|The 34th annual World Series of Poker at Binion's Horseshoe is expected to draw as many as 8,000 players, hundreds of tourists – and this year, for the first time, live over the Internet. |
$14.95 buys a live webcast of the 33 poker finals games that started last week and takes place over the next month. For $29.95, viewers can buy an Internet feed of the final, five-day championship game of hold 'em poker that begins May 19 and ends May 23 with the winner of an estimated $2 million pot.
'This is the first event to use the technology on this scale,' said Mio Babic, president of iStreamPlanet Co. of Las Vegas. 'We will be broadcasting over 34 days from six to 12 hours per day.'
Live Internet feeds – known as “streaming” video has been around for a few years, but the quality has generally been poor. But with new software and high-speed broadband connections, live webcasts are becoming more viable.
Casinos present another untapped market for the technology because they often stage premium events that aren't otherwise available on television, said Babic.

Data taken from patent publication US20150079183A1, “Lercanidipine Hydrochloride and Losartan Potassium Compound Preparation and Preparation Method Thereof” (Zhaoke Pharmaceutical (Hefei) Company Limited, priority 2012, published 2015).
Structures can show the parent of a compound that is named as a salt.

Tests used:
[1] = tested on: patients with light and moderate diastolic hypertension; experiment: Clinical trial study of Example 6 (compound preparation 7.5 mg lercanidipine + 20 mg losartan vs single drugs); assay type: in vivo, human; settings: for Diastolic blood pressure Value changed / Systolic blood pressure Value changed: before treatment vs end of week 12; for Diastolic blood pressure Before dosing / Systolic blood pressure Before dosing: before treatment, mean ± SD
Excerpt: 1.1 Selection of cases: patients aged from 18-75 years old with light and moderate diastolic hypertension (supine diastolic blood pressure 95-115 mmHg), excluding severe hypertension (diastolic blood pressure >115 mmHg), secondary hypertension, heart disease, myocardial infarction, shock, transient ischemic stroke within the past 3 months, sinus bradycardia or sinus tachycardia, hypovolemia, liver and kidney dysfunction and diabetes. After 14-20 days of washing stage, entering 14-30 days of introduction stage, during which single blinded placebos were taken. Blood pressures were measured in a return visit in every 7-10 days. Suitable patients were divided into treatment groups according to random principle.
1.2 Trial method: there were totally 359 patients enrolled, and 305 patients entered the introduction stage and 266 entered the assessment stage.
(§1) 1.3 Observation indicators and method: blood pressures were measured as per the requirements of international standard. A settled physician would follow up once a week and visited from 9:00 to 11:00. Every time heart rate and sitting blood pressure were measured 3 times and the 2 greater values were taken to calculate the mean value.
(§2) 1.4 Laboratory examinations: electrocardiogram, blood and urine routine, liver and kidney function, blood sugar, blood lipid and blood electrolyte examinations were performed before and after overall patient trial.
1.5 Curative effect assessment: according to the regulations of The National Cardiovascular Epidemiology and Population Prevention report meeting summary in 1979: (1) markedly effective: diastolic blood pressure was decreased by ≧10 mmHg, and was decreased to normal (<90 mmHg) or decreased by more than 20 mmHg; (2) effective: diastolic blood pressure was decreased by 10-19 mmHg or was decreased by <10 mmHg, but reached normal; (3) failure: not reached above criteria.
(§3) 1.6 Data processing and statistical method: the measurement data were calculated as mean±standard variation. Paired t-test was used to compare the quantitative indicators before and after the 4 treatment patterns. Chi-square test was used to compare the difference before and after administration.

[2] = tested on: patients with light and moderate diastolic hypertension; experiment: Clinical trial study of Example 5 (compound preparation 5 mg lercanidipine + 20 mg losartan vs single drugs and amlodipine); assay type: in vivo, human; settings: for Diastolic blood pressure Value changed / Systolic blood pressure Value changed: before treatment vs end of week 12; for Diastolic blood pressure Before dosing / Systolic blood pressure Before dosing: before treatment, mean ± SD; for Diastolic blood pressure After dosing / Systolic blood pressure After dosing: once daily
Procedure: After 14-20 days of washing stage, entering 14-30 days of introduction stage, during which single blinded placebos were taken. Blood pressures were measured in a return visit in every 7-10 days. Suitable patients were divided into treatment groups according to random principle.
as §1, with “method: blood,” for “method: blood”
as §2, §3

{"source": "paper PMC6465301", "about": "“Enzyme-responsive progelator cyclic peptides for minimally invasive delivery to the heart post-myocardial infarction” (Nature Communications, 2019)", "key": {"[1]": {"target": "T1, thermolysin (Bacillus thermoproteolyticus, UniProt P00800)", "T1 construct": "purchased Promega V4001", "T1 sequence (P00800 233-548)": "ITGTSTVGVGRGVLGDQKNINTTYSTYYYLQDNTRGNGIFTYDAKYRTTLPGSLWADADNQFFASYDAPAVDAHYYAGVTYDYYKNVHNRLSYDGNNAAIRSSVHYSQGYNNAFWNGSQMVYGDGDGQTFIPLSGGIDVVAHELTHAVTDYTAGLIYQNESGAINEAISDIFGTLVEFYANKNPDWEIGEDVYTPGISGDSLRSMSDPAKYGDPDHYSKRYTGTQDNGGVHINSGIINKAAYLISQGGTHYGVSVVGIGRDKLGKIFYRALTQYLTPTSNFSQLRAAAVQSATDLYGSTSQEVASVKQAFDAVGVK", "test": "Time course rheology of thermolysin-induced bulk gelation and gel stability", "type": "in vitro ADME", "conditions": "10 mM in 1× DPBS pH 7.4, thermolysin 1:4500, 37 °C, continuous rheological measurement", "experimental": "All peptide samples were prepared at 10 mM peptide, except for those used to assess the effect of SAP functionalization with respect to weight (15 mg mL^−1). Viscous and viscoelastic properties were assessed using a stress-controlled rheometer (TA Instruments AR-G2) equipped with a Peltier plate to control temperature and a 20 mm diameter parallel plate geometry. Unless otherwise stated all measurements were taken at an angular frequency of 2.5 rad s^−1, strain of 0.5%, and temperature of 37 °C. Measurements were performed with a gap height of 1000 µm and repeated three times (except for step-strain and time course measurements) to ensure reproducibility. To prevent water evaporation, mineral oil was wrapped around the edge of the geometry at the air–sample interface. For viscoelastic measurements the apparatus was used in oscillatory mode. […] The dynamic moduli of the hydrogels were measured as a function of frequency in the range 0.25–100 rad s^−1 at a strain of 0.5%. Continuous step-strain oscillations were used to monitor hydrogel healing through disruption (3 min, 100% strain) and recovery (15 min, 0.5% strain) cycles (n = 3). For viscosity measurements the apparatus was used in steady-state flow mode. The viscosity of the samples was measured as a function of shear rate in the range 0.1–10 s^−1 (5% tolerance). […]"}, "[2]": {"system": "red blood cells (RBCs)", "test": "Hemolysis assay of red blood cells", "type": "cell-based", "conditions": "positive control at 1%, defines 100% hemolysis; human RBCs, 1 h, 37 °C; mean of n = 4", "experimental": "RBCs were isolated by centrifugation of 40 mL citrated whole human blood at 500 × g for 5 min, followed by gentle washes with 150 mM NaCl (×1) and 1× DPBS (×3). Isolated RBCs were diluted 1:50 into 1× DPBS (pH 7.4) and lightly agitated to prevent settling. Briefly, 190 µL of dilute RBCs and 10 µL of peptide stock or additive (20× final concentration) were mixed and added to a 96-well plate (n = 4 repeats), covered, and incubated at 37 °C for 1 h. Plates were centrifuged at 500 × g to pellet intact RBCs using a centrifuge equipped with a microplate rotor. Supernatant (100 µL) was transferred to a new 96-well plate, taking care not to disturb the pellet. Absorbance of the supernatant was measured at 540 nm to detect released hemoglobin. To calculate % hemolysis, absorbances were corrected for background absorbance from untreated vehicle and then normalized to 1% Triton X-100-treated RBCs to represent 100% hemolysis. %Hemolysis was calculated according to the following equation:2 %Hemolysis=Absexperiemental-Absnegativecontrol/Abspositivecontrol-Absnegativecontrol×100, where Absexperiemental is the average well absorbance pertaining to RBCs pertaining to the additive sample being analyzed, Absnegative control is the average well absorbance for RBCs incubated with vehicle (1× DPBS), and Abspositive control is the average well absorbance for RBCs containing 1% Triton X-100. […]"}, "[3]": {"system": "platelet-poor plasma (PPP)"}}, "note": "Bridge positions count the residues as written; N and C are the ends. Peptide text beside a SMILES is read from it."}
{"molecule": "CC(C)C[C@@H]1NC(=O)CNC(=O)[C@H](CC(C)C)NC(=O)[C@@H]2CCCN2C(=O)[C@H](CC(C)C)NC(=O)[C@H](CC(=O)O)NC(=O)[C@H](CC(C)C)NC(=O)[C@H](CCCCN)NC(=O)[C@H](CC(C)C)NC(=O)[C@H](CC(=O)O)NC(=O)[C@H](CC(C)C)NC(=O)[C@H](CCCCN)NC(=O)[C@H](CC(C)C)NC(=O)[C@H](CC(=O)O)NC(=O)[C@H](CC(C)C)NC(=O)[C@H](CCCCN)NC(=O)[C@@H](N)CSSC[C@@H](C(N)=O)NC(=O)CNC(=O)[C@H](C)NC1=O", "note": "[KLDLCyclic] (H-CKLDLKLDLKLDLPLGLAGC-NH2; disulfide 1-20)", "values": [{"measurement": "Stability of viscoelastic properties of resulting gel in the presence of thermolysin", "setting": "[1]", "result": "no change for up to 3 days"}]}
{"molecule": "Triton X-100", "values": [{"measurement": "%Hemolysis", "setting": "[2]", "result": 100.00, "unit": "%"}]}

iStreamPlanet is in negotiations with major Vegas Strip casinos to offer other pay-per-view events online, from music concerts to boxing events. Binion's approached the company last year with a plan to broadcast the 2002 poker championship. While the technology to secure payments for the feed wasn't yet in place, iStreamPlanet instead rebroadcast segments of the contest.
More than 56,000 viewers from more than 30 countries logged on to view the games last year, an impressive turnout given that the broadcasts weren't marketed to the public, Babic said.
About 250 people have so far paid to watch the event live on the Internet.
Binion's could collect names from the broadcast to use in their traditional marketing campaigns as well as use them to help introduce a real-money Internet casino someday, she said.
Last year the company launched a 'play for fun' area of its website intended to serve as a first step to introducing a Web casino for non-US bettors.
Two weeks ago, Binions withdrew a contest from its website that would have offered webcast purchasers a chance to win a seat at the $10,000 buy-in championship game for an extra $20. Regulators said the contest could have contravened state law prohibiting lotteries and federal rules that outlaw Internet gambling.